Valley children begin receiving COVID-19 vaccines
DHR Health in Edinburg began administering vaccines to children as young as 12 on Thursday.
Some parents were not hesitating to get their pre-teens and teens their first dose of the Pfizer vaccine, with many saying this is something they've been waiting for.
"I thought it was very important to get it,” Bernice Gonzalez, a parent said. “"I jumped on the vaccine for me and my boys as soon as it came out and I wanted to get my daughter because tragically this year both of my grandparents passed away from the virus."
It's not just parents asking for the vaccine - especially after losing a loved one to the virus. It hits close to home for some of the adolescents as well.
"It's up to you if you don't want to get it but I think that you should and just prevent your family members from getting sick,” Samantha Acevel said. “Especially your grandparents because mine died."
Experts at DHR Health said kids are often carriers of the virus, even if they are not experiencing symptoms themselves.
"Kids tend to congregate,” DHR Health Director of Emergency Management Sherri Avendroth said. “They're out, they're in the community, going to athletic events, going to parties."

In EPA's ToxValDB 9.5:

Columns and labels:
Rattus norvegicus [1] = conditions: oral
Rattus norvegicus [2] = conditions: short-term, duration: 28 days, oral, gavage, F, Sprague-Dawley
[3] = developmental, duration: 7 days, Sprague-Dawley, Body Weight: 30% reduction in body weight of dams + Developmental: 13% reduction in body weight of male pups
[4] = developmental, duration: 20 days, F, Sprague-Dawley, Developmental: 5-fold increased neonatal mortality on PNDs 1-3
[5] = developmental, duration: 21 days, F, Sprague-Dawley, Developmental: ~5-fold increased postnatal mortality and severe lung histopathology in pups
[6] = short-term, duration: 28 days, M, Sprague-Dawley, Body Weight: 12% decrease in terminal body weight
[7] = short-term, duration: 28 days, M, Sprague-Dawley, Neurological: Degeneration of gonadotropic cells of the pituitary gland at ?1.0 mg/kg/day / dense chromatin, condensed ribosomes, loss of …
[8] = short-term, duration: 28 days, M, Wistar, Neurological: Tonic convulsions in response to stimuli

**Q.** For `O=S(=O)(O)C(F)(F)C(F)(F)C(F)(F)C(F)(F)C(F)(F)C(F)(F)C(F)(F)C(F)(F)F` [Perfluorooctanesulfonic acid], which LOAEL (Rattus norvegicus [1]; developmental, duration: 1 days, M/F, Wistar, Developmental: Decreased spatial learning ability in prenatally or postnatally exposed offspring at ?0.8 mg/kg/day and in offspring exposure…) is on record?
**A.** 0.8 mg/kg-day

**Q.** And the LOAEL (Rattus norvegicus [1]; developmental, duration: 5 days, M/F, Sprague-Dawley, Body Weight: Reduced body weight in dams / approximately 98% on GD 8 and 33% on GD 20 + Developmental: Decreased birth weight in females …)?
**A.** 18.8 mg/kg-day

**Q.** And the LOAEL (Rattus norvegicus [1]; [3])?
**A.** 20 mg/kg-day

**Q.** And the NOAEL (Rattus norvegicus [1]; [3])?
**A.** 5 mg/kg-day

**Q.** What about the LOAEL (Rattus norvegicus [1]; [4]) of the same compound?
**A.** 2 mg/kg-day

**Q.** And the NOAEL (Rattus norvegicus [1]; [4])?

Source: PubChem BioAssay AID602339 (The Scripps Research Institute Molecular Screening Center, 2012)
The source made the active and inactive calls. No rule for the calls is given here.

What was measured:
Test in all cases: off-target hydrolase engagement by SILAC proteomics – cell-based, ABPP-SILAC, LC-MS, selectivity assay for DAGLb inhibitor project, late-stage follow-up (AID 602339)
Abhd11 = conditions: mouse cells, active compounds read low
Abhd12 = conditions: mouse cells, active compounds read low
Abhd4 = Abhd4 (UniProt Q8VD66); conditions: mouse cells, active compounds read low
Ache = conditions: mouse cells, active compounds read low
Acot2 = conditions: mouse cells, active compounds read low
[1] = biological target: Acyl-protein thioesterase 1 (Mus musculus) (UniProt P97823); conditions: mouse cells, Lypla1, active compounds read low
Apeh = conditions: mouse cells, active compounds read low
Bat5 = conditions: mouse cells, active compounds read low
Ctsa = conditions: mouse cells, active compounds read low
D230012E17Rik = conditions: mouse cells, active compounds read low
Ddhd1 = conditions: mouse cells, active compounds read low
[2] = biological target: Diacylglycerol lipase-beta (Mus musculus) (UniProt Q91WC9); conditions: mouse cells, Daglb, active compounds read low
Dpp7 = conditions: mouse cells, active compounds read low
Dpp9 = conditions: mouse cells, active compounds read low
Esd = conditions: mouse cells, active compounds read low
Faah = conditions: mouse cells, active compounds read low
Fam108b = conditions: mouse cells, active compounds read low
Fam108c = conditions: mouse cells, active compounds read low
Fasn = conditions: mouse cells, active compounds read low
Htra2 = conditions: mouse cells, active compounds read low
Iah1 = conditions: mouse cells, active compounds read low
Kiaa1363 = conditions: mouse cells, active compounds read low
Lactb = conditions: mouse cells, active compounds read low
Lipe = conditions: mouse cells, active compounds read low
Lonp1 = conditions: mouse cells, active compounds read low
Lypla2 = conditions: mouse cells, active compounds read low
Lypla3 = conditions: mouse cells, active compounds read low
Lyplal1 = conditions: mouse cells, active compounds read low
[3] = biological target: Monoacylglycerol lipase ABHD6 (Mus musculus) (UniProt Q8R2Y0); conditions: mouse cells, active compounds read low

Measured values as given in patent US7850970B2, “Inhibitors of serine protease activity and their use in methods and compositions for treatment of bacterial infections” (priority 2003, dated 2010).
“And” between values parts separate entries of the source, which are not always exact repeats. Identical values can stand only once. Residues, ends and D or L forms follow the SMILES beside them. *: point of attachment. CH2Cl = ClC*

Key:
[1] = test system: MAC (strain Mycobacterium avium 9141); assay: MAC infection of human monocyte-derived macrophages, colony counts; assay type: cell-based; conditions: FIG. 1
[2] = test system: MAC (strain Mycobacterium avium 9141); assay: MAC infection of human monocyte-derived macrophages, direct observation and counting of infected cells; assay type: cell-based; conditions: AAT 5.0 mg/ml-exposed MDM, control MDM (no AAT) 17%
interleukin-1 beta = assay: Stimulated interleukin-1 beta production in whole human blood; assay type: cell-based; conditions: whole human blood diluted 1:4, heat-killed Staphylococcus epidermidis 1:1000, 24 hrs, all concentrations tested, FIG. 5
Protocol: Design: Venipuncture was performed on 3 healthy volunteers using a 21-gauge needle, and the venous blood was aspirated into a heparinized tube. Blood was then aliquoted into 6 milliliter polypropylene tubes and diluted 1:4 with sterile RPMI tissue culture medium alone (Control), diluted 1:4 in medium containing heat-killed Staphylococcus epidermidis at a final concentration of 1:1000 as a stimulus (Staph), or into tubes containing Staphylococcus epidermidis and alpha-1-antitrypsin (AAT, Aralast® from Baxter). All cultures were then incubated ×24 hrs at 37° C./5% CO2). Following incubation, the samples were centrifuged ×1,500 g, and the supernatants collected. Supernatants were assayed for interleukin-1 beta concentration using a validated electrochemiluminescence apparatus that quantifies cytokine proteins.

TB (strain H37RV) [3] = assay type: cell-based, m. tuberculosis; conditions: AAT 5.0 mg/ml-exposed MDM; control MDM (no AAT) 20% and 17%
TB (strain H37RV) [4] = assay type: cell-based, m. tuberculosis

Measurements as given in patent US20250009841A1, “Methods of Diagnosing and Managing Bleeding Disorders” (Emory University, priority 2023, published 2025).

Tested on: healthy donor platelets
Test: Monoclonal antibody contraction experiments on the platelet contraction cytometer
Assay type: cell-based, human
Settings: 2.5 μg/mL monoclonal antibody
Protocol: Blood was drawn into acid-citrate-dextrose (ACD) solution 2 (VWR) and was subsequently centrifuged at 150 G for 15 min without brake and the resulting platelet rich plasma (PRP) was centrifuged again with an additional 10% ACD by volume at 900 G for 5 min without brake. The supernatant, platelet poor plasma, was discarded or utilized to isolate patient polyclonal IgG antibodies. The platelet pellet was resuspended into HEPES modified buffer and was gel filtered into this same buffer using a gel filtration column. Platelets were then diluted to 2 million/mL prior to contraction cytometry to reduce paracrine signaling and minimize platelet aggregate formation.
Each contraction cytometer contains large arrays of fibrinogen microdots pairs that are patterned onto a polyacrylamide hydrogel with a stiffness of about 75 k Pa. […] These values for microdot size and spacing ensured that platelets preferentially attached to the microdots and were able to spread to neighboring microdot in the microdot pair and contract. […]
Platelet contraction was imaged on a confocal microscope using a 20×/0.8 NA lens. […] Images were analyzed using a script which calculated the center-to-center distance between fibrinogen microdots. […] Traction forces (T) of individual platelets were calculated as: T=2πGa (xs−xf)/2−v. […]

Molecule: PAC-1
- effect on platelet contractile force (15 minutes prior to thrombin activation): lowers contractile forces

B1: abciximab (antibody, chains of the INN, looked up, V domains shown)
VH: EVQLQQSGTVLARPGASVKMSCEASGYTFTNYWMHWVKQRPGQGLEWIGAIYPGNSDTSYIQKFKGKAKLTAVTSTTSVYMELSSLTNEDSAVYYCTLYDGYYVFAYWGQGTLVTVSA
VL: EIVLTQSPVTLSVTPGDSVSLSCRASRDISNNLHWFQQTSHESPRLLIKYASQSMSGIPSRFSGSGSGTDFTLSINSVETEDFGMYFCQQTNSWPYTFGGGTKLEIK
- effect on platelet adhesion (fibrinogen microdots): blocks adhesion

Even returning to the classroom could get complicated for students carrying the disease.
"You have a child that's unvaccinated and goes to school and becomes infected,” Avendroth said. “Kids normally have a mild case so they might not even know they’re infected. They go home and they have their family and they go to a soccer game…and they're just spreading."
One parent said getting a vaccine makes her feel safer with people trying to return to everyday activities in public.
"It was in our best interest and I thought it might be needed and required in the future, might as well do it now,” Adriana Flores said.
Karina Flores was among the recipients of the vaccine.
"I'm the one that's going to be hanging out with them, and I want them to feel as safe as I do,” Karina Flores said.